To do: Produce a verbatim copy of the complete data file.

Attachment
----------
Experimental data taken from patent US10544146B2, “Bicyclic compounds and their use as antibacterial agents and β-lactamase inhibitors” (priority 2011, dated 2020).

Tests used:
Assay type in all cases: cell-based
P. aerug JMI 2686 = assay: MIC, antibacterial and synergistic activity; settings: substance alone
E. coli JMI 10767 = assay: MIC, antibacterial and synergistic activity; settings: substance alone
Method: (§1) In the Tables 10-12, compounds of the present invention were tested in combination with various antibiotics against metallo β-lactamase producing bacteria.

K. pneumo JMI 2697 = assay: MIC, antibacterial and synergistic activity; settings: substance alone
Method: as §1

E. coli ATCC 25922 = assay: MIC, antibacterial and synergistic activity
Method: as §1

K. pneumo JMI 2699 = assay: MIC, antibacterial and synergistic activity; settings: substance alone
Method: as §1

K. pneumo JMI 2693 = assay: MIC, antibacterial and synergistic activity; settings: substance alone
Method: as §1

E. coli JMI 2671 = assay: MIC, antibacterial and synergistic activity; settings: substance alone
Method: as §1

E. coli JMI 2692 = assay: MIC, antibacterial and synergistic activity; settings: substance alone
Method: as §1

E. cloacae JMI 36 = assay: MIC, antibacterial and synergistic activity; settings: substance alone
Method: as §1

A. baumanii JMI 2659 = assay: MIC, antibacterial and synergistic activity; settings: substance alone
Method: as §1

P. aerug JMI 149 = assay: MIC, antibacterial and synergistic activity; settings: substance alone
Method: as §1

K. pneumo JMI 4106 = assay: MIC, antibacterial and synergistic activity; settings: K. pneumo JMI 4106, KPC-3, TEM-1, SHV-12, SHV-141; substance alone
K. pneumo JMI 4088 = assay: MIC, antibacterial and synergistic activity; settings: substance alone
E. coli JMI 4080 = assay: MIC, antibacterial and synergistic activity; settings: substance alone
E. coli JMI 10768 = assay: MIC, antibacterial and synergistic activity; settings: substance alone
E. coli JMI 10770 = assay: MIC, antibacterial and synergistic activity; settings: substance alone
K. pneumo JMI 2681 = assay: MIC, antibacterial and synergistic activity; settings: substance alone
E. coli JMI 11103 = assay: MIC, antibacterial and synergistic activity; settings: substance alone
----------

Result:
Experimental data taken from patent US10544146B2, “Bicyclic compounds and their use as antibacterial agents and β-lactamase inhibitors” (priority 2011, dated 2020).

Tests used:
Assay type in all cases: cell-based
P. aerug JMI 2686 = assay: MIC, antibacterial and synergistic activity; settings: substance alone
E. coli JMI 10767 = assay: MIC, antibacterial and synergistic activity; settings: substance alone
Method: (§1) In the Tables 10-12, compounds of the present invention were tested in combination with various antibiotics against metallo β-lactamase producing bacteria.

K. pneumo JMI 2697 = assay: MIC, antibacterial and synergistic activity; settings: substance alone
Method: as §1

E. coli ATCC 25922 = assay: MIC, antibacterial and synergistic activity
Method: as §1

K. pneumo JMI 2699 = assay: MIC, antibacterial and synergistic activity; settings: substance alone
Method: as §1

K. pneumo JMI 2693 = assay: MIC, antibacterial and synergistic activity; settings: substance alone
Method: as §1

E. coli JMI 2671 = assay: MIC, antibacterial and synergistic activity; settings: substance alone
Method: as §1

E. coli JMI 2692 = assay: MIC, antibacterial and synergistic activity; settings: substance alone
Method: as §1

E. cloacae JMI 36 = assay: MIC, antibacterial and synergistic activity; settings: substance alone
Method: as §1

A. baumanii JMI 2659 = assay: MIC, antibacterial and synergistic activity; settings: substance alone
Method: as §1

P. aerug JMI 149 = assay: MIC, antibacterial and synergistic activity; settings: substance alone
Method: as §1

K. pneumo JMI 4106 = assay: MIC, antibacterial and synergistic activity; settings: K. pneumo JMI 4106, KPC-3, TEM-1, SHV-12, SHV-141; substance alone
K. pneumo JMI 4088 = assay: MIC, antibacterial and synergistic activity; settings: substance alone
E. coli JMI 4080 = assay: MIC, antibacterial and synergistic activity; settings: substance alone
E. coli JMI 10768 = assay: MIC, antibacterial and synergistic activity; settings: substance alone
E. coli JMI 10770 = assay: MIC, antibacterial and synergistic activity; settings: substance alone
K. pneumo JMI 2681 = assay: MIC, antibacterial and synergistic activity; settings: substance alone
E. coli JMI 11103 = assay: MIC, antibacterial and synergistic activity; settings: substance alone